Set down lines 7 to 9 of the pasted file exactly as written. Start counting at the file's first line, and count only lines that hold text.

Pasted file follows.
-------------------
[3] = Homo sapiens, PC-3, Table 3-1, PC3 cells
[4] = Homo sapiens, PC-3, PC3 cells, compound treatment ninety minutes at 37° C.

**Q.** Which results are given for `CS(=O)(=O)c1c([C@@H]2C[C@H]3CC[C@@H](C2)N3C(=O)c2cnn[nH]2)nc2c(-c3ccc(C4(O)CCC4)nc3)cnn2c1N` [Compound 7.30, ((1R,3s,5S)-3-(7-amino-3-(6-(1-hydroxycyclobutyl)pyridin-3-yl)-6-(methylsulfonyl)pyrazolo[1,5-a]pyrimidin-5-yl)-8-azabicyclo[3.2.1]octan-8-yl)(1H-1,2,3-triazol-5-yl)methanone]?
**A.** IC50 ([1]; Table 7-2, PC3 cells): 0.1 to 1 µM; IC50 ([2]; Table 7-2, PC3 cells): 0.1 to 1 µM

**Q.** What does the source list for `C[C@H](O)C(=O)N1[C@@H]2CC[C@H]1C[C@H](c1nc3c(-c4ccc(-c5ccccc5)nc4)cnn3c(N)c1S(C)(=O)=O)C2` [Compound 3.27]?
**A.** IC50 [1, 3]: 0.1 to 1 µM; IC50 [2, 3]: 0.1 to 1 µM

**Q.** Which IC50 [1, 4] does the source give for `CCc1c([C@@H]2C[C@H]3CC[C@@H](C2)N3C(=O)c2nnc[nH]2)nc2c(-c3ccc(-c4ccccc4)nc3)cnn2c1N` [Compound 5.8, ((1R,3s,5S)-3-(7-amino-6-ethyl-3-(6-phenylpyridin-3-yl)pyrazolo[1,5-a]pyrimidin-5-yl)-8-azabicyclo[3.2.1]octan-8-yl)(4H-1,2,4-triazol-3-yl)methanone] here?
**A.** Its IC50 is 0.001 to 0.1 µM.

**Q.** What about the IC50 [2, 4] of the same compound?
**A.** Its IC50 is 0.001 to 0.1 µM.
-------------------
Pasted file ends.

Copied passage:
**Q.** Which IC50 [1, 4] does the source give for `CCc1c([C@@H]2C[C@H]3CC[C@@H](C2)N3C(=O)c2nnc[nH]2)nc2c(-c3ccc(-c4ccccc4)nc3)cnn2c1N` [Compound 5.8, ((1R,3s,5S)-3-(7-amino-6-ethyl-3-(6-phenylpyridin-3-yl)pyrazolo[1,5-a]pyrimidin-5-yl)-8-azabicyclo[3.2.1]octan-8-yl)(4H-1,2,4-triazol-3-yl)methanone] here?
**A.** Its IC50 is 0.001 to 0.1 µM.

**Q.** What about the IC50 [2, 4] of the same compound?